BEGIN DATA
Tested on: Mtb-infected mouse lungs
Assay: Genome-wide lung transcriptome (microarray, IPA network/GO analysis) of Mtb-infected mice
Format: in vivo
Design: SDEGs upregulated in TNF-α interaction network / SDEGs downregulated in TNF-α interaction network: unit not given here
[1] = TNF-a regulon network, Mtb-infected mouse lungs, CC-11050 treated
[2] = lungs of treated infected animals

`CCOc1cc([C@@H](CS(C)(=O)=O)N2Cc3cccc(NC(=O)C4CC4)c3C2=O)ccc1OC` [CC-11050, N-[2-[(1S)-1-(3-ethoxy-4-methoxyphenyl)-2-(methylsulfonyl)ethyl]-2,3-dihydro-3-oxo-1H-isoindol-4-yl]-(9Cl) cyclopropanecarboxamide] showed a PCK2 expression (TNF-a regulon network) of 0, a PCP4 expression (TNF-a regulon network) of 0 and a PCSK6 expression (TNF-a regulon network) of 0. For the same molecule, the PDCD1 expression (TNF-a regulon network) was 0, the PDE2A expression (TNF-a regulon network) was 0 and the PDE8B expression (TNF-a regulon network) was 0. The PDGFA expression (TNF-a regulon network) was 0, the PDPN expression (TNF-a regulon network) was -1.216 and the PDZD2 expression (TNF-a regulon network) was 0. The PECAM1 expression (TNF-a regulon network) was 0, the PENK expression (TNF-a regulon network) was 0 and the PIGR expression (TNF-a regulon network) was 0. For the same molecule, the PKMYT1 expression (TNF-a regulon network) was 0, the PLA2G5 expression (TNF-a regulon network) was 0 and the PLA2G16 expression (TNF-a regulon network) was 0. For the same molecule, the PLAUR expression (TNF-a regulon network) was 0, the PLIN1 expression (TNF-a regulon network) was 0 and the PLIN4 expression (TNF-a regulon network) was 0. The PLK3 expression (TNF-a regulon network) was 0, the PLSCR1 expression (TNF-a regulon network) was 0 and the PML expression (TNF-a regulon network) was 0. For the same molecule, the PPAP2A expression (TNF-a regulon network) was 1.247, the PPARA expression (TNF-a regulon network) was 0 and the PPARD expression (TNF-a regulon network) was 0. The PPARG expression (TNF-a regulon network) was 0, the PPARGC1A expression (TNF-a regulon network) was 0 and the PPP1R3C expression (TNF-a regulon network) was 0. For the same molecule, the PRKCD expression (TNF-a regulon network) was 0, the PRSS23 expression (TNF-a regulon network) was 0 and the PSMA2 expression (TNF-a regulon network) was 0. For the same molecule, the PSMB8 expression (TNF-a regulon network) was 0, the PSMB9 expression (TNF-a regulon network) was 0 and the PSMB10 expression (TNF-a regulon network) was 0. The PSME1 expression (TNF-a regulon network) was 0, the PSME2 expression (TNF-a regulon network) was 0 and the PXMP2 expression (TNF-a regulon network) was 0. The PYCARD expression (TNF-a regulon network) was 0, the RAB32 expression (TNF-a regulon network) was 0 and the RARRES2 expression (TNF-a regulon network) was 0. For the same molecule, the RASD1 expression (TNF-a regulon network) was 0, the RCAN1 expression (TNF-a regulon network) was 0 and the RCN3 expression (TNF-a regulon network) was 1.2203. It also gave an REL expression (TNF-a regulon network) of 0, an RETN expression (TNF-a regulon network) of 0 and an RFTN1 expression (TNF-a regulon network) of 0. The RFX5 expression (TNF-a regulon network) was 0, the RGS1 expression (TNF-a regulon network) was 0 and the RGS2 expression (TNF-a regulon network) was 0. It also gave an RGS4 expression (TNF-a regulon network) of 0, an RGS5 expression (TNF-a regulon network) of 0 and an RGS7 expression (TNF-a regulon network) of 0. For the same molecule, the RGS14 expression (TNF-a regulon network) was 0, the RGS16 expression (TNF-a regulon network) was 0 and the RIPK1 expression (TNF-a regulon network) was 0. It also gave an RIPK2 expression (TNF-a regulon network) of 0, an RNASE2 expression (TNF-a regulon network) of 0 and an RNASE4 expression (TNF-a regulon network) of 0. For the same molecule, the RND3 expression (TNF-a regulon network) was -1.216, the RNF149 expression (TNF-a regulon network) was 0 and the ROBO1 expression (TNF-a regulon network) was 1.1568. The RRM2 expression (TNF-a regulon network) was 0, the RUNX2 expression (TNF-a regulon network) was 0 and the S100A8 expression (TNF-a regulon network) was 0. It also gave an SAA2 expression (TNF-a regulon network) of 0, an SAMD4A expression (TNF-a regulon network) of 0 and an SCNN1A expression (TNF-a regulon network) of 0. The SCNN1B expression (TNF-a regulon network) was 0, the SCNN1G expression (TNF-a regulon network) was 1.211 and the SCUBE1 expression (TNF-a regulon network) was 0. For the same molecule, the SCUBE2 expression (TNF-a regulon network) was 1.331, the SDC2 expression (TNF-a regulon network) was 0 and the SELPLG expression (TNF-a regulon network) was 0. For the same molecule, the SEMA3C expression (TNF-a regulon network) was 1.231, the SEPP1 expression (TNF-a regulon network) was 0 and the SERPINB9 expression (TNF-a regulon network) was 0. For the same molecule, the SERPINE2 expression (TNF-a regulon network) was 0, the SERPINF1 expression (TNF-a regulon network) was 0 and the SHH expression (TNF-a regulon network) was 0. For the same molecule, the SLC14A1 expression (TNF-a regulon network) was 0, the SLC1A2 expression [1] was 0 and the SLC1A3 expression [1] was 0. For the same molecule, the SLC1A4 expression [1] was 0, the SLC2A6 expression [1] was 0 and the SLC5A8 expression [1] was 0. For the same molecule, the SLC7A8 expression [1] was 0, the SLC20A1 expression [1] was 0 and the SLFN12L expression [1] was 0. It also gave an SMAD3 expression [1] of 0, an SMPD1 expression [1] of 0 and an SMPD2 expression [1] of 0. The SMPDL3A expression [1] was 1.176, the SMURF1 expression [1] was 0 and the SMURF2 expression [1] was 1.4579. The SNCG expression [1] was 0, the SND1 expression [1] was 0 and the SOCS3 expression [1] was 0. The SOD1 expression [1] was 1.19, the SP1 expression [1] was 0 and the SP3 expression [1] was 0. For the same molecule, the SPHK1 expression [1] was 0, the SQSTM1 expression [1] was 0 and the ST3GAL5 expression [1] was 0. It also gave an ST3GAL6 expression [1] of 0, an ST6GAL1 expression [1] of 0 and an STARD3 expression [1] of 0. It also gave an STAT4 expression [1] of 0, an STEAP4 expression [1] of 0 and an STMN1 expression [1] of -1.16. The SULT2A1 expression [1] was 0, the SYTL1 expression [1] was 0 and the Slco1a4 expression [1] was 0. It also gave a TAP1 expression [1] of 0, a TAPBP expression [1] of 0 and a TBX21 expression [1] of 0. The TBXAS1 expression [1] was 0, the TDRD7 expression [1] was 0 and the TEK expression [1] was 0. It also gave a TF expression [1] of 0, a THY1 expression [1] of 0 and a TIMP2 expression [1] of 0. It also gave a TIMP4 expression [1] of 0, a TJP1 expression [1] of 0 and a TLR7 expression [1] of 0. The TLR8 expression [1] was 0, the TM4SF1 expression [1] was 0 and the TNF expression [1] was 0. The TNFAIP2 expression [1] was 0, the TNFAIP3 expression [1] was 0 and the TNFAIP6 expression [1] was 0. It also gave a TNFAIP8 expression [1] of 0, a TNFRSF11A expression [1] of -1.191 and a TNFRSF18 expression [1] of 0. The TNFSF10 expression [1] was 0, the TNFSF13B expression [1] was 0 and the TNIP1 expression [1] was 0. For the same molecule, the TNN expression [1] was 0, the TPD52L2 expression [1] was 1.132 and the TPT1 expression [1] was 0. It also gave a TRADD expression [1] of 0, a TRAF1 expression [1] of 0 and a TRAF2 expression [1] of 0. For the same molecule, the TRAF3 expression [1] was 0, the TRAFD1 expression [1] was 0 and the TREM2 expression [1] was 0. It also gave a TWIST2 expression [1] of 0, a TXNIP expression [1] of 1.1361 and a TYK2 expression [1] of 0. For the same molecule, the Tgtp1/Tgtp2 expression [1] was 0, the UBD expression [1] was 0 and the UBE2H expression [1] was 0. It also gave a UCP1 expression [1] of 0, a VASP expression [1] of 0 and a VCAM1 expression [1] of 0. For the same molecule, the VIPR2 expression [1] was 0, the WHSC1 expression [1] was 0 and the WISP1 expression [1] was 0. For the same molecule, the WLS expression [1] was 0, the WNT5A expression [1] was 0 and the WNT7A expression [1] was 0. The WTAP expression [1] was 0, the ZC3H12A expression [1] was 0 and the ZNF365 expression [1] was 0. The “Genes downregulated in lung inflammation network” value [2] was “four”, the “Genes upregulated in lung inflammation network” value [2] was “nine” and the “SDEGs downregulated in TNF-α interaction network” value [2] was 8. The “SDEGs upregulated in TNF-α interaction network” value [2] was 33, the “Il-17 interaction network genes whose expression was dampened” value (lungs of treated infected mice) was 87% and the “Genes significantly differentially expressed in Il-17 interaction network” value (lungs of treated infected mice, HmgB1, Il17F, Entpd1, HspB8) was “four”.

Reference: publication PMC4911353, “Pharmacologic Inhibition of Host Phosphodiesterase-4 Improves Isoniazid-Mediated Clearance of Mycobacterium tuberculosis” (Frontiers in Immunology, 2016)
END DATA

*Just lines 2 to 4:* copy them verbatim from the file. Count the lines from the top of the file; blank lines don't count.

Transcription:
Assay: Genome-wide lung transcriptome (microarray, IPA network/GO analysis) of Mtb-infected mice
Format: in vivo
Design: SDEGs upregulated in TNF-α interaction network / SDEGs downregulated in TNF-α interaction network: unit not given here